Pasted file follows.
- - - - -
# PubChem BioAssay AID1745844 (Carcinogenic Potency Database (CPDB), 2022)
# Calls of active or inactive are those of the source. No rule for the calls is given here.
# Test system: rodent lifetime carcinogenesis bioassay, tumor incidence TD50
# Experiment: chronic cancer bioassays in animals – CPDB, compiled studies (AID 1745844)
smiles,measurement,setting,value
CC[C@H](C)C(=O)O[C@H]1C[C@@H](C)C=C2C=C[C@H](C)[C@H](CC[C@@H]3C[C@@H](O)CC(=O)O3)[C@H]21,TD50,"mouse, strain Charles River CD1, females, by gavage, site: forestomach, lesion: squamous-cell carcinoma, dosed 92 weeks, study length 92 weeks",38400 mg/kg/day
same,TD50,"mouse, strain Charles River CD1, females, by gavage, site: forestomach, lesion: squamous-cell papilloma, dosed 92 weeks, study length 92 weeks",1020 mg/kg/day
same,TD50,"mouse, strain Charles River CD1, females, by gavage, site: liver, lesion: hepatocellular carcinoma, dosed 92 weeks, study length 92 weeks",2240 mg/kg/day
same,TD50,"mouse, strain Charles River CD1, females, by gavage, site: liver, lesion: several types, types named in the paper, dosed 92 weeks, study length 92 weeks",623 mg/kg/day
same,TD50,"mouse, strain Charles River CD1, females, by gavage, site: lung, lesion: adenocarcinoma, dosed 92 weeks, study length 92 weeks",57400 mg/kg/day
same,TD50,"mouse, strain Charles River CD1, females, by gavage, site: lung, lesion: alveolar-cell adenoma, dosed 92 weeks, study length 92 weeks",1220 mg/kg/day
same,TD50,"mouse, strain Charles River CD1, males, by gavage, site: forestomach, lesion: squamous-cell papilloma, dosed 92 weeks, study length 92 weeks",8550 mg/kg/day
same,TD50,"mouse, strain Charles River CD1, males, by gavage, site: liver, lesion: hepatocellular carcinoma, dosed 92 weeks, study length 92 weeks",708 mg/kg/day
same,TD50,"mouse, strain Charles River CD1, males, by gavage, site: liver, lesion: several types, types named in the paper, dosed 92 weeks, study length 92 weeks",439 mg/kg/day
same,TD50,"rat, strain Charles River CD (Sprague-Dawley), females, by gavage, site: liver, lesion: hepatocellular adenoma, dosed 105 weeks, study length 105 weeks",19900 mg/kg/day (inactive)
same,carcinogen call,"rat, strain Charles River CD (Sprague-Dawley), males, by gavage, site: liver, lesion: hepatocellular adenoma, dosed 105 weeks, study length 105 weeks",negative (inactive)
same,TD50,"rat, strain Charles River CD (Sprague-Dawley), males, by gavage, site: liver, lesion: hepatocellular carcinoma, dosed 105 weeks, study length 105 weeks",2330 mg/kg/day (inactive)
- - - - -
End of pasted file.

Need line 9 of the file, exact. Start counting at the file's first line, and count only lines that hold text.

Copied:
same,TD50,"mouse, strain Charles River CD1, females, by gavage, site: liver, lesion: several types, types named in the paper, dosed 92 weeks, study length 92 weeks",623 mg/kg/day